So this is not something born now or yesterday, et cetera. It is already there, always there. If something is born, very naturally it is sooner or later diminished, destroyed, disappeared. If you say, “Here, something is born; Katagiri is born” – that means Katagiri will die. So that is called born. But truth is not something born or unborn; it is completely always there. That is called “the essential nature of the Mind is unborn and is imperishable,” completely. So [it is] completely beyond the category of appearance or disappearance.

And next it explains the same thing:

It is only through illusions that all things come to be differentiated. If one is freed from illusions, then to him there will be no appearances (lakshana) of objects (regarded as absolutely independent existences); therefore all things from the beginning transcend all forms of verbalization, description, and conceptualization and are, in the final analysis, undifferentiated, free from alteration, and indestructible.

Something like that. These are characteristics of the absolute, independent from the world.

So it’s pretty hard to know. That’s why in Zen, the truth is beyond words. But on the other hand, Zen always gives us lots of books, [he chuckles,] [putting it in] words. If you know the truth is completely beyond words, you have to transmit it to somebody. So very naturally, truth can be described in words. That is next:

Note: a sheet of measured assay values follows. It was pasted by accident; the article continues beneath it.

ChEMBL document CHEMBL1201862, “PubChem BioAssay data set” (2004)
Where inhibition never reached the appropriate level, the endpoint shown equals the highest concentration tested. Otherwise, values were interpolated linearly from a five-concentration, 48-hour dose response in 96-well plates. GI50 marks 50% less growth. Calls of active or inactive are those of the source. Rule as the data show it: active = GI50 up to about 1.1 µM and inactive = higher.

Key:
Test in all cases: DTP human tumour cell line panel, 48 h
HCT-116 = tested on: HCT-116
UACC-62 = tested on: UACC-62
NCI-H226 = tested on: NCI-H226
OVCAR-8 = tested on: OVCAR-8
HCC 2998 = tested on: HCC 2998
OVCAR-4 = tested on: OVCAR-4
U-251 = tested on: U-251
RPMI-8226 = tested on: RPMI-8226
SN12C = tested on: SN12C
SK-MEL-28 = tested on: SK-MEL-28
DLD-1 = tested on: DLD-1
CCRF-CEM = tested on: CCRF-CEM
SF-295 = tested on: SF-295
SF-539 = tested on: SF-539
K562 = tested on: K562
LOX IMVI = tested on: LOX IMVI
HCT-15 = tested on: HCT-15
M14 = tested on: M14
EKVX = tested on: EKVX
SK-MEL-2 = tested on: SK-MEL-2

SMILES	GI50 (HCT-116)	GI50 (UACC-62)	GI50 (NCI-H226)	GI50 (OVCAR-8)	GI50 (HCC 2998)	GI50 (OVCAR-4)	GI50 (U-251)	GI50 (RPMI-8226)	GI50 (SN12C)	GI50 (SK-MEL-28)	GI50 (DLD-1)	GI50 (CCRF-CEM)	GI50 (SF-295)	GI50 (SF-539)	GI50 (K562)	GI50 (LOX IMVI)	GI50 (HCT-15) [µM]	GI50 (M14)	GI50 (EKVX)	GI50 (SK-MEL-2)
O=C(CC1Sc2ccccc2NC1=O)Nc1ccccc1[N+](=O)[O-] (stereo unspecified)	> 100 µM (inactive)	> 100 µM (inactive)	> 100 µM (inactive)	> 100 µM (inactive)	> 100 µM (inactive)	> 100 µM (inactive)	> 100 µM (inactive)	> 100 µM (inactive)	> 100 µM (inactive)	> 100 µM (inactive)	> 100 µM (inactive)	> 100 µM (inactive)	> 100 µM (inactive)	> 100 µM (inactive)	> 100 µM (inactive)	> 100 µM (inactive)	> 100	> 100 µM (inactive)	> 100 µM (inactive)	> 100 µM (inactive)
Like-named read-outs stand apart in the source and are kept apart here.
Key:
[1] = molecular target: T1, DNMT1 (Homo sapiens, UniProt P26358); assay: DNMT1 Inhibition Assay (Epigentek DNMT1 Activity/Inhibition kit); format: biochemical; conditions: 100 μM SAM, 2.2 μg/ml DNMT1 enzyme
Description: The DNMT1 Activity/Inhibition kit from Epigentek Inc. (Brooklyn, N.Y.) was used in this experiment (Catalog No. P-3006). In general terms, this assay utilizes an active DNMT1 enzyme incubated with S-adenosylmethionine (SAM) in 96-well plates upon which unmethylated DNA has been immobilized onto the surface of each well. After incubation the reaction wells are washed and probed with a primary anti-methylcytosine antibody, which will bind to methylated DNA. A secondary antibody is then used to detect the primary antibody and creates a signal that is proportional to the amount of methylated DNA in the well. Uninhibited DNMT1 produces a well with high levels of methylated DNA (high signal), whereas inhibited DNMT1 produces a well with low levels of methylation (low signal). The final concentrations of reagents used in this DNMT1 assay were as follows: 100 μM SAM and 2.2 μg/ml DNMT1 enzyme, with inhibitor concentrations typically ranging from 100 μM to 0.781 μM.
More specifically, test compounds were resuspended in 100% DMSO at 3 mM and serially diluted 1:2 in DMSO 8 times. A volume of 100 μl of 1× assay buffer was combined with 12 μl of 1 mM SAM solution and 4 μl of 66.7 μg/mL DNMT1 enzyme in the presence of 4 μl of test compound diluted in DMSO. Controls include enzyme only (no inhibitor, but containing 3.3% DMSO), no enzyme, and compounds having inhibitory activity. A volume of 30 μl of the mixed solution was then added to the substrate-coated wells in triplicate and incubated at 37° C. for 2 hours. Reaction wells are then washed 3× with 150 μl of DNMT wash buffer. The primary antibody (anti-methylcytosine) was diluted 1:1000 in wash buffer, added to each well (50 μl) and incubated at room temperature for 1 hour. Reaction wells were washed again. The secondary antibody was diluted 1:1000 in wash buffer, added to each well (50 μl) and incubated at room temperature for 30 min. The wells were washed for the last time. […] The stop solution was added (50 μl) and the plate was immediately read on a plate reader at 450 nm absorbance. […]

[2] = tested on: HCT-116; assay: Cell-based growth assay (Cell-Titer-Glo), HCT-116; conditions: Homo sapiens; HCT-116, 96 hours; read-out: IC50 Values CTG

Next, Suchness has two aspects if predicated in words. One is that it is truly empty (sunya), for this aspect can, in the final sense, reveal what is real. The other is that it is truly nonempty (a-sunya), for its essence itself is endowed with undefiled and excellent qualities.

The next page is the explanation of this: Truly Empty and Truly Nonempty.

So empty is negation of the delusions, but non-empty is undefiled and excellent virtuous quality of the truth itself. That’s why it is helping, because whether you understand or not, regardless of whether you experience it or not, it always helps us. This is the truth. So that is called Mind in Terms of the Truth.


So [now we will look at] The Mind in Terms of Phenomena.

So far, One Mind has been in terms of the truth. But this time, One Mind is described [as] phenomena. So there are two things: One Mind described by The Mind as Truth, and The Mind as Phenomena. One Mind can be seen from the truth, and phenomena.